Can You Get Practice Purchase Financing Despite Your Student Loan Debt?

Student loan debt levels have exploded over the last decade. According to the American Dental
Education Association (ADEA), the average 2019 dental school graduate had $292,169 in student loan
debt. And many specialty program graduates had over $500,000 in student loan debt. Even if this debt
is repaid over a 20-30 year period, the payments can be substantial, often amounting to thousands of
dollars per month.

Struggling under this heavy student loan debt burden, many young doctors simply assume there’s no
way they can qualify for a loan to buy a practice. After all, if their goal is to get out of debt, why would
they even think about taking on even more debt? And corporate (DSO) recruiters feed on that fear,
sending the message that because of their heavy student loan debt burden, a long-term associateship is
their only career option.

There’s only one problem with that message, says Wade Coleman, JD*, a practice transition specialist
with Roger K. Hill & Co., Inc. It’s just not so!

Impact of Student Loan Debt

Coleman says lenders understand and expect new grads to have significant levels of student loan debt.

The critical part of the practice loan approval process is the bank’s cash flow analysis. Banks look at your
total debt—student loans, credit cards, auto, and home mortgage—then add up your total monthly
payments. They then determine if you can afford to make the practice purchase loan payments back to
them, based on the positive cash flow generated by the practice you’re purchasing.

Bankers understand the fastest way to get out of debt is to make more money, says Coleman. And the
best way to make more money is to be a practice owner, not a renter (associate). Their experience
shows that the dental profession produces some of the best cash flow, and has one of the lowest loan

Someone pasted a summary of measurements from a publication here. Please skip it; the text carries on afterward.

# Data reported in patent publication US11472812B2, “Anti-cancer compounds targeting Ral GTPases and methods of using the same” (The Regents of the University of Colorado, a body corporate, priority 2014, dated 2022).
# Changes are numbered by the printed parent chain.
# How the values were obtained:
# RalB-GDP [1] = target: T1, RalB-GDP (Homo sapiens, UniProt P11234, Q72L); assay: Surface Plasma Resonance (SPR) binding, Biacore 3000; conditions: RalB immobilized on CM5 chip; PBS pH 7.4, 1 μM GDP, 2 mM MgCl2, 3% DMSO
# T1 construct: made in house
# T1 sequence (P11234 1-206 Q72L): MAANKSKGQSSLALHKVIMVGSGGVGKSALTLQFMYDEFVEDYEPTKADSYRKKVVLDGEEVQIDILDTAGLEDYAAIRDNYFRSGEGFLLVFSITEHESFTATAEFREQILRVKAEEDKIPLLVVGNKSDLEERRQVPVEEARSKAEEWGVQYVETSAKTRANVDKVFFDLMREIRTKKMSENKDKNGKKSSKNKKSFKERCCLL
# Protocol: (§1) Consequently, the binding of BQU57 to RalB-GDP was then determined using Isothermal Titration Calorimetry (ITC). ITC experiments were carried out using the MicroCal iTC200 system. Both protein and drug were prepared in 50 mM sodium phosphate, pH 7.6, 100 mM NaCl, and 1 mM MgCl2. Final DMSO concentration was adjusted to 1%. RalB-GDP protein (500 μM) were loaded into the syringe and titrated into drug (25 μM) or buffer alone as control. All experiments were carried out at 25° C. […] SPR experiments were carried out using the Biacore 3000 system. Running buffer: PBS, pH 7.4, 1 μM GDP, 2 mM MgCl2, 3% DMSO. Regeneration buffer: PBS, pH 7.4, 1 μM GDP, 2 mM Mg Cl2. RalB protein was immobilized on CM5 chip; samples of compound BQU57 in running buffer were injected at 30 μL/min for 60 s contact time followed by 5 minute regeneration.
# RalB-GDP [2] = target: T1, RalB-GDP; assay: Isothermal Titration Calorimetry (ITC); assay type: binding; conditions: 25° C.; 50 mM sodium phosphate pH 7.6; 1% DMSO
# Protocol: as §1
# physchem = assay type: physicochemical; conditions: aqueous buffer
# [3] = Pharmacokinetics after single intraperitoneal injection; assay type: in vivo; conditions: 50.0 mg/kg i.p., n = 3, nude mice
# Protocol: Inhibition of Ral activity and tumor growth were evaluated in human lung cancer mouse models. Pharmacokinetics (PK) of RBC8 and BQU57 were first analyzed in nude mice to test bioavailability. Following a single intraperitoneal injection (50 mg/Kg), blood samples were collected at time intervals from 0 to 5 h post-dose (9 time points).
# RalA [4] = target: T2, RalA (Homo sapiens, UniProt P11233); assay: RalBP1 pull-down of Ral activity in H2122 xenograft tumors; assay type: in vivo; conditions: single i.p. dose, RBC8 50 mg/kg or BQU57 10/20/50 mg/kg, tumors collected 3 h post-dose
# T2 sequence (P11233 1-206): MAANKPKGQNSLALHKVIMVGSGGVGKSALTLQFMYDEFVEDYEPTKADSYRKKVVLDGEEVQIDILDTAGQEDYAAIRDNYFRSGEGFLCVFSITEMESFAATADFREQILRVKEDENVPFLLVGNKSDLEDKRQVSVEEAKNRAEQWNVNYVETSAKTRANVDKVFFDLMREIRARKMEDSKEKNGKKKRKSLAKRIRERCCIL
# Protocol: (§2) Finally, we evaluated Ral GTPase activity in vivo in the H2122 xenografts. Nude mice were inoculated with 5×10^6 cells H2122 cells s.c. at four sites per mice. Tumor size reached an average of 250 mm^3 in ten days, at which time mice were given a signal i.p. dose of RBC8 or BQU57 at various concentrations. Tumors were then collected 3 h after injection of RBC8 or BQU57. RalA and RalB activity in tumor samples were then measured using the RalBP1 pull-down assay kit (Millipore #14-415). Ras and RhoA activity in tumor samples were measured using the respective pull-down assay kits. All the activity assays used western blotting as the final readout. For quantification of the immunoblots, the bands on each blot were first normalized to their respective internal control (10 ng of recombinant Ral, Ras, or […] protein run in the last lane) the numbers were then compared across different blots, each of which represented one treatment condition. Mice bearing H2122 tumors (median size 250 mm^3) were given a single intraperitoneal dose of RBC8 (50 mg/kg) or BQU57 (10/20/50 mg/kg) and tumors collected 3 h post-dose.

default rates, of any industry they lend to. That’s why there’s keen competition among numerous banks
to make dental practice loans under the right circumstances.

While a handful of banks will make practice purchase loans available to young doctors straight out of
school (mostly for specialty practice purchases), most require at least some (normally 18-24 months)
experience. This provides time to build your clinical speed, as well as to establish a track record of
production and managerial experience.

Total Productive Capacity

Coleman says your production track record is more important than the length of experience. He says
most banks want to see you producing at least 70% of the doctor production in the practice you’re
buying. For example, assume you’re looking to purchase a practice generating $1,000,000 in total
collections, with $750,000 of doctor collections and $250,000 of hygiene collections. You’ll need to
produce at least $525,000 in doctor production (70% x $750,000), or $43,750 a month, to prove to the
bank you’ve got the productive capacity to maintain the practice at its current level.

Good Credit Required

You also need to demonstrate decent credit, with a credit score in the high 600s or above. Anything
lower is a “red flag” to lenders, indicating you have either a poor track record of debt repayment or of taking on too much debt.

You may also encounter problems if the practice you’re buying is headed downhill, showing recent
declines in new patients, production, and profitability. Many banks are hesitant to fund purchases of these “dying quail” practices, says Coleman.

Good Time to Buy

Coleman adds that if you meet the criteria above, now’s a great time to purchase a practice. The
combination of the pandemic and the rising stock market has pushed many more doctors to sell,
increasing the supply of available quality practices. Numerous banks are aggressively looking to lend, at
some of the lowest interest rates in history. Most loans offer 10-15 year repayment terms at fixed interest rates, which keeps monthly payments low, providing more cash flow to invest in marketing, continuing education, and new technology to grow your practice.

*For more information on purchasing a dental practice, contact Roger K. Hill & Co. or call 704.424.5626.